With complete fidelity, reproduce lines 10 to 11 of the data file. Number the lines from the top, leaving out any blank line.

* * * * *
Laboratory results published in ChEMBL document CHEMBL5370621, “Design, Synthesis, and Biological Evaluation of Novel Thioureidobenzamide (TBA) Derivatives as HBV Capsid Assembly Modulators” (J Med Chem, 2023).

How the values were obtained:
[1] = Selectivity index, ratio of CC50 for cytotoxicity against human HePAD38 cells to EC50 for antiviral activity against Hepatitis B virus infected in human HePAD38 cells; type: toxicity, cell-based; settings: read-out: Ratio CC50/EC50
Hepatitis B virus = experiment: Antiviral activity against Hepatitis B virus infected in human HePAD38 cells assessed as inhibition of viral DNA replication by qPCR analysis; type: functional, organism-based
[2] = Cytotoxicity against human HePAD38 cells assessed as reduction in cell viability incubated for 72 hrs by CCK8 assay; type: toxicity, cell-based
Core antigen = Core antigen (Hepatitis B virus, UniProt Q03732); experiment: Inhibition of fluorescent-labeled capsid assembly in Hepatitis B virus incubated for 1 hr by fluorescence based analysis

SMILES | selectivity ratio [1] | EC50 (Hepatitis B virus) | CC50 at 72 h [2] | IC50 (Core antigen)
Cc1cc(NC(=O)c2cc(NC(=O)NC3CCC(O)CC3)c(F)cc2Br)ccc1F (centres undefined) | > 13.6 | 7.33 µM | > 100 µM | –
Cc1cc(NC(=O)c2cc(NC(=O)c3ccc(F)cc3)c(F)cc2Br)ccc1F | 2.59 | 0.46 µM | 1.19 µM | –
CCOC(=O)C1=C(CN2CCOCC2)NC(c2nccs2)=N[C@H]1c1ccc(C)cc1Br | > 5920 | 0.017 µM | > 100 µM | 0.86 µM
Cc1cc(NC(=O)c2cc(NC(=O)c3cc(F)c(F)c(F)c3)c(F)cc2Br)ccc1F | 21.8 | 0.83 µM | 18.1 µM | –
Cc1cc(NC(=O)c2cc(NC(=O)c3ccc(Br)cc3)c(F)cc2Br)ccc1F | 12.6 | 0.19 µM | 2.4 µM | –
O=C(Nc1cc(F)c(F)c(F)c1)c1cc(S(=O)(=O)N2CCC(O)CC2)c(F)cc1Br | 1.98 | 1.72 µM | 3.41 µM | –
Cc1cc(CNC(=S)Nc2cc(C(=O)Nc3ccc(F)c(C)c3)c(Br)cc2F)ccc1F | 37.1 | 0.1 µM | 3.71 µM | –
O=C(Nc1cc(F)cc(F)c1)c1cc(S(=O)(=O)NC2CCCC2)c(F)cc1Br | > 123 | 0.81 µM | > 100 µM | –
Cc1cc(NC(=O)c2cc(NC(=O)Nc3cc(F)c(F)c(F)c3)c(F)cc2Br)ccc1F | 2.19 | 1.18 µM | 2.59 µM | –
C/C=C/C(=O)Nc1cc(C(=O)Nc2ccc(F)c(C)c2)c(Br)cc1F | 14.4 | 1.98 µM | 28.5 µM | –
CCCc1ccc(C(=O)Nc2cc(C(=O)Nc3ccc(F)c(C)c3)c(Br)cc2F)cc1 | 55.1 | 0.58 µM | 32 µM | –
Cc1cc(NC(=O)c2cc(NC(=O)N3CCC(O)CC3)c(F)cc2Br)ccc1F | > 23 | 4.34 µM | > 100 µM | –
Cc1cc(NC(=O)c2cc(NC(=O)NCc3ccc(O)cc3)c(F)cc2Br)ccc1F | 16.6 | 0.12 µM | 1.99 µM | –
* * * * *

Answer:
CCOC(=O)C1=C(CN2CCOCC2)NC(c2nccs2)=N[C@H]1c1ccc(C)cc1Br | > 5920 | 0.017 µM | > 100 µM | 0.86 µM
Cc1cc(NC(=O)c2cc(NC(=O)c3cc(F)c(F)c(F)c3)c(F)cc2Br)ccc1F | 21.8 | 0.83 µM | 18.1 µM | –